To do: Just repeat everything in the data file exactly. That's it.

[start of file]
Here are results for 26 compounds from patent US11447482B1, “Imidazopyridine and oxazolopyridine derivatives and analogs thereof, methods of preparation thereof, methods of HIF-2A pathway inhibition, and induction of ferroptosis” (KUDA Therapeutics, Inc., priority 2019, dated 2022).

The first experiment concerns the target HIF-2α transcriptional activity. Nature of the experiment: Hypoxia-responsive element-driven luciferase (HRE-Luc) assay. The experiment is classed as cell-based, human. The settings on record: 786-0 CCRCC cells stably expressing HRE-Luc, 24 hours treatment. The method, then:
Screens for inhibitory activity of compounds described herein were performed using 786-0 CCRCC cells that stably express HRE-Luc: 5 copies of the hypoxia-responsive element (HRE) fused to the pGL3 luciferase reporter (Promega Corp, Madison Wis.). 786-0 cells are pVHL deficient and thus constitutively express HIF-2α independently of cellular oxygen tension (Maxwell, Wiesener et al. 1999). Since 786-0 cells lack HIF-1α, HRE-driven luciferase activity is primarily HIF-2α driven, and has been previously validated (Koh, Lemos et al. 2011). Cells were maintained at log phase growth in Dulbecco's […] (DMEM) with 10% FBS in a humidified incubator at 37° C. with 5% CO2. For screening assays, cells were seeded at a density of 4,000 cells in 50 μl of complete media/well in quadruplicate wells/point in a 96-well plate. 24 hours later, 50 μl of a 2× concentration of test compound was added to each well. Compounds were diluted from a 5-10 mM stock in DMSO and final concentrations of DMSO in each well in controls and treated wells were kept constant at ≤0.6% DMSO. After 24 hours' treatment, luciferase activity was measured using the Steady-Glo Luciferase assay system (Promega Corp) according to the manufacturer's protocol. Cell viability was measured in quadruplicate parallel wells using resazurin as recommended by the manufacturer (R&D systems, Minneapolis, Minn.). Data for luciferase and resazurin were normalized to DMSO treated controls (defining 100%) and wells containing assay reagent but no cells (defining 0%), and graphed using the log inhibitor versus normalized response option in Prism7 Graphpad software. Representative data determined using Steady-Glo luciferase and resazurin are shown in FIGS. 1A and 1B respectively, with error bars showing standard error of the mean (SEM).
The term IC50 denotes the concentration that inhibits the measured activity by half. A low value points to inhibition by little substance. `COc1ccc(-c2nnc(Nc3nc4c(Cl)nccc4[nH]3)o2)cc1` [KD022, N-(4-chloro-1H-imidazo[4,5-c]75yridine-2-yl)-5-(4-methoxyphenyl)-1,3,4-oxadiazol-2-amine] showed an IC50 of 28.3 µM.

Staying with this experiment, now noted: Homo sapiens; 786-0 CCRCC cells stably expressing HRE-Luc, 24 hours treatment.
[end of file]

Here are results for 26 compounds from patent US11447482B1, “Imidazopyridine and oxazolopyridine derivatives and analogs thereof, methods of preparation thereof, methods of HIF-2A pathway inhibition, and induction of ferroptosis” (KUDA Therapeutics, Inc., priority 2019, dated 2022).

The first experiment concerns the target HIF-2α transcriptional activity. Nature of the experiment: Hypoxia-responsive element-driven luciferase (HRE-Luc) assay. The experiment is classed as cell-based, human. The settings on record: 786-0 CCRCC cells stably expressing HRE-Luc, 24 hours treatment. The method, then:
Screens for inhibitory activity of compounds described herein were performed using 786-0 CCRCC cells that stably express HRE-Luc: 5 copies of the hypoxia-responsive element (HRE) fused to the pGL3 luciferase reporter (Promega Corp, Madison Wis.). 786-0 cells are pVHL deficient and thus constitutively express HIF-2α independently of cellular oxygen tension (Maxwell, Wiesener et al. 1999). Since 786-0 cells lack HIF-1α, HRE-driven luciferase activity is primarily HIF-2α driven, and has been previously validated (Koh, Lemos et al. 2011). Cells were maintained at log phase growth in Dulbecco's […] (DMEM) with 10% FBS in a humidified incubator at 37° C. with 5% CO2. For screening assays, cells were seeded at a density of 4,000 cells in 50 μl of complete media/well in quadruplicate wells/point in a 96-well plate. 24 hours later, 50 μl of a 2× concentration of test compound was added to each well. Compounds were diluted from a 5-10 mM stock in DMSO and final concentrations of DMSO in each well in controls and treated wells were kept constant at ≤0.6% DMSO. After 24 hours' treatment, luciferase activity was measured using the Steady-Glo Luciferase assay system (Promega Corp) according to the manufacturer's protocol. Cell viability was measured in quadruplicate parallel wells using resazurin as recommended by the manufacturer (R&D systems, Minneapolis, Minn.). Data for luciferase and resazurin were normalized to DMSO treated controls (defining 100%) and wells containing assay reagent but no cells (defining 0%), and graphed using the log inhibitor versus normalized response option in Prism7 Graphpad software. Representative data determined using Steady-Glo luciferase and resazurin are shown in FIGS. 1A and 1B respectively, with error bars showing standard error of the mean (SEM).
The term IC50 denotes the concentration that inhibits the measured activity by half. A low value points to inhibition by little substance. `COc1ccc(-c2nnc(Nc3nc4c(Cl)nccc4[nH]3)o2)cc1` [KD022, N-(4-chloro-1H-imidazo[4,5-c]75yridine-2-yl)-5-(4-methoxyphenyl)-1,3,4-oxadiazol-2-amine] showed an IC50 of 28.3 µM.

Staying with this experiment, now noted: Homo sapiens; 786-0 CCRCC cells stably expressing HRE-Luc, 24 hours treatment.